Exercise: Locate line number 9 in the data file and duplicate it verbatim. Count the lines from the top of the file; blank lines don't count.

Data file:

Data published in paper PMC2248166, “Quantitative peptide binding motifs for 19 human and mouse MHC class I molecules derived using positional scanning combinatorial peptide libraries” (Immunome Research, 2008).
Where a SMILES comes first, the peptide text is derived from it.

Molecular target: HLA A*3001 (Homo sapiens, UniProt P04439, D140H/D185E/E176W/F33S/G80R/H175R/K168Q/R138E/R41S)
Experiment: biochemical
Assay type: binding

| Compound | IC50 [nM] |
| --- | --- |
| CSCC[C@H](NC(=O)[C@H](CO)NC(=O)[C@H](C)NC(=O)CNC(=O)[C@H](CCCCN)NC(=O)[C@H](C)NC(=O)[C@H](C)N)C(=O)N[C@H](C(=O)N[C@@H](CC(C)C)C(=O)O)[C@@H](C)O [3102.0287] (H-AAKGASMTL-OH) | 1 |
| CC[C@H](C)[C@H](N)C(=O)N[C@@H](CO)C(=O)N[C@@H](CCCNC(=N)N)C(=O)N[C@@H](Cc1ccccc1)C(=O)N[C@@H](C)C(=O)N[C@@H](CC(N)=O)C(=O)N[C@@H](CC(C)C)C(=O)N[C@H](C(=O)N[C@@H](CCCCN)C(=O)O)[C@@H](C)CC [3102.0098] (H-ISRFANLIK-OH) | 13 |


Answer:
| CC[C@H](C)[C@H](N)C(=O)N[C@@H](CO)C(=O)N[C@@H](CCCNC(=N)N)C(=O)N[C@@H](Cc1ccccc1)C(=O)N[C@@H](C)C(=O)N[C@@H](CC(N)=O)C(=O)N[C@@H](CC(C)C)C(=O)N[C@H](C(=O)N[C@@H](CCCCN)C(=O)O)[C@@H](C)CC [3102.0098] (H-ISRFANLIK-OH) | 13 |